In a blog post yesterday, I mentioned that Hong Kong topped the 2008 Wall Street Journal/Heritage Index on Economic Freedom, with Cuba and North Korea bringing up the rear, naturally. With this latest news, the country seems poised to further widen their lead (Hong Kong's score: 90.25, U.S. score: 80.56). The AFP reports:
Hong Kong's financial chief said Wednesday he will cut salary and corporate taxes and abolish duty on beer and wine after a booming economy pushed the city's budget surplus to a record high. In his maiden budget speech, Financial Secretary John Tsang said he would increase spending on health services and introduce measures to bridge the widening wealth gap and reduce air pollution.
Duty on beer and wine–currently at 40 percent–will be cut with immediate effect.
Tsang estimated the budget surplus would reach a record 115.6 billion dollars (14.8 billion US) in the fiscal year to March, four and a half times the government's forecast and nearly twice as much as last year's figure. The territory's fiscal reserves will reach 484.9 billion dollars, he said.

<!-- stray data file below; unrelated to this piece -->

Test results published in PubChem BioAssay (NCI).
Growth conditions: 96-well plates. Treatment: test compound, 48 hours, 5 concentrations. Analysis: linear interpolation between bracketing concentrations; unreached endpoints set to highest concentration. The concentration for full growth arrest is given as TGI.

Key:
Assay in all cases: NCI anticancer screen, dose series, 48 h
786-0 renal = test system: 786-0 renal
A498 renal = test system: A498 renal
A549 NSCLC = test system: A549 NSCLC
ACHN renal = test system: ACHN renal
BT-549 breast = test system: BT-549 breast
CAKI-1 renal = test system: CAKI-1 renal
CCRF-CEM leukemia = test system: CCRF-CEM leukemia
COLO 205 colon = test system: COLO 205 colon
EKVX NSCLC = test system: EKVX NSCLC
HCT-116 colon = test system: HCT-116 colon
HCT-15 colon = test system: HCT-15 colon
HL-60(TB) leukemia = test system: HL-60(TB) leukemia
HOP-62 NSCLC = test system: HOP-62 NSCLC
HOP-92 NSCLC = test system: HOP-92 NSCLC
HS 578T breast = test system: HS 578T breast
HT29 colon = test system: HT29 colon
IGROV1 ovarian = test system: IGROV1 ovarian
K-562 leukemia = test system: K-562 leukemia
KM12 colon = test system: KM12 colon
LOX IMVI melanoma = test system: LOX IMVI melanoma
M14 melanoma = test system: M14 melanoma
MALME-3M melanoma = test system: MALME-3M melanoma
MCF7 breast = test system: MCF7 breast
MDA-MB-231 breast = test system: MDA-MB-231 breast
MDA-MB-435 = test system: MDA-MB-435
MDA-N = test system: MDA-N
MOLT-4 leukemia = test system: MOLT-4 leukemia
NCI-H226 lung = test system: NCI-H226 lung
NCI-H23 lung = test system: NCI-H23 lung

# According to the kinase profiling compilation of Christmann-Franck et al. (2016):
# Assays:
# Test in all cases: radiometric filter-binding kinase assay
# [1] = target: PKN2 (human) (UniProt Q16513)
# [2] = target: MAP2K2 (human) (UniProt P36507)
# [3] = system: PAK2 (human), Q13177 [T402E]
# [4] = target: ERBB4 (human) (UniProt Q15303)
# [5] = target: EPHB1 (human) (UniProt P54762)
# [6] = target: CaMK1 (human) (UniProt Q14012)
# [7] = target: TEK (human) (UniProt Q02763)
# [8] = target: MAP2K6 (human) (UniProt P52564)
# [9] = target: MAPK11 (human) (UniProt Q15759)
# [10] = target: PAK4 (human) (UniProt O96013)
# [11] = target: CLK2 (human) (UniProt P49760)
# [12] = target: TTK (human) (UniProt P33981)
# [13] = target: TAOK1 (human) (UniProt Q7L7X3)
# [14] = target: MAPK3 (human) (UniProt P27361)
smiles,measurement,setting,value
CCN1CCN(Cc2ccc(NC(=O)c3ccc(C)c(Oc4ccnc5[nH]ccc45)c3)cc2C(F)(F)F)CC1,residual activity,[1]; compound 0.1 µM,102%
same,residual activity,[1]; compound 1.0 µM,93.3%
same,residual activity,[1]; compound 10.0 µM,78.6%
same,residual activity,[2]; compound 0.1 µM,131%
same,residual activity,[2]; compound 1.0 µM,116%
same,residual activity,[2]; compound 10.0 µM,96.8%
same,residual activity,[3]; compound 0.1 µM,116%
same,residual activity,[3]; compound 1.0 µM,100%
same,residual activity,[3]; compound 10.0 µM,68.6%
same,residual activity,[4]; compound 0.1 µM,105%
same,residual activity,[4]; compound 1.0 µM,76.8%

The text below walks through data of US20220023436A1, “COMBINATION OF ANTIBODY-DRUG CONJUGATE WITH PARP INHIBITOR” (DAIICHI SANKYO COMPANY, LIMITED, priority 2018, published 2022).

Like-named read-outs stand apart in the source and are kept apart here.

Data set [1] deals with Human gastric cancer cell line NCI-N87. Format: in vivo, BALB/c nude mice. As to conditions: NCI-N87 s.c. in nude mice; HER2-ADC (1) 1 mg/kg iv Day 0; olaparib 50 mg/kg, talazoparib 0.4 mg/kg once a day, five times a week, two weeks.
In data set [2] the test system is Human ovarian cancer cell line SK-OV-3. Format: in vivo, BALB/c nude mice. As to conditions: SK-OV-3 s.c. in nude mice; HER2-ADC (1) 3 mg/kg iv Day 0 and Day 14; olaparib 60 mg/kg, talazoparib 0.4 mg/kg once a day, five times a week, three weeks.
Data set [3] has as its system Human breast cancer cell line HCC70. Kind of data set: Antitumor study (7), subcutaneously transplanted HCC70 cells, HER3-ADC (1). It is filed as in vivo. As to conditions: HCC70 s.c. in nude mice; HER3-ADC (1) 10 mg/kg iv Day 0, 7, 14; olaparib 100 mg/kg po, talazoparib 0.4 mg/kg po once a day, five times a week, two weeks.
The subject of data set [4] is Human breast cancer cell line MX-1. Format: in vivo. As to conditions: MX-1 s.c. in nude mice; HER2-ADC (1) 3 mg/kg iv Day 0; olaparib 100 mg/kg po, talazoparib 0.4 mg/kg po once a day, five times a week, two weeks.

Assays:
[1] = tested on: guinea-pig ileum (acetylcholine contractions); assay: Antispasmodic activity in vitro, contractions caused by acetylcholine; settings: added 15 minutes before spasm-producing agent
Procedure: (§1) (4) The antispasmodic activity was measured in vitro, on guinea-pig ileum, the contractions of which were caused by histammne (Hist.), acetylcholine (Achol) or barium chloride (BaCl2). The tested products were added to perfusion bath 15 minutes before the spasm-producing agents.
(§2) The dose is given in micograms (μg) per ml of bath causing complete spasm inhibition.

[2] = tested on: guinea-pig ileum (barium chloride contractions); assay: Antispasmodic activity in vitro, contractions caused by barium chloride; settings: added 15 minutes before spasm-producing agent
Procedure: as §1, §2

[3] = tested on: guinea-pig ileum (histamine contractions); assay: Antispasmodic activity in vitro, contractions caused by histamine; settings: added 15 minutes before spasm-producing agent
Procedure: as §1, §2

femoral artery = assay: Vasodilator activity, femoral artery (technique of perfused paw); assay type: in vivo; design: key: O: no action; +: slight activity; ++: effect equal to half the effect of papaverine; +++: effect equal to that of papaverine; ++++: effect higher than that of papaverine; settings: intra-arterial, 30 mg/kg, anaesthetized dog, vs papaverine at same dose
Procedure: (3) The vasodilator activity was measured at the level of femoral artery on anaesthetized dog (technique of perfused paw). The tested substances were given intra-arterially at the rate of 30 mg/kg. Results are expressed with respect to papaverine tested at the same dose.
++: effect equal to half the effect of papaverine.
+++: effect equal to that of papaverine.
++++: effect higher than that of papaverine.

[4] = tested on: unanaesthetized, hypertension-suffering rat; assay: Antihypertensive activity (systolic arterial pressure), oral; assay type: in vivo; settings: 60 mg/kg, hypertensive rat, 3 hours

Tsang attributed the surplus to higher-than-expected tax revenues from the city's booming stock and property markets as well as company profits and salaries.
Tsang fulfilled the government's last year promise to cut salaries tax to 15 percent in 2008-09 from 16 percent and the corporate tax rate to 16.5 percent from 17.5 percent.
He also announced a one-off tax reduction of 75 percent of salaries tax and tax under personal assessment with a ceiling of 25,000 dollars.
And don't miss Milton Friedman's 1980 video paean to the open economy of Hong Kong.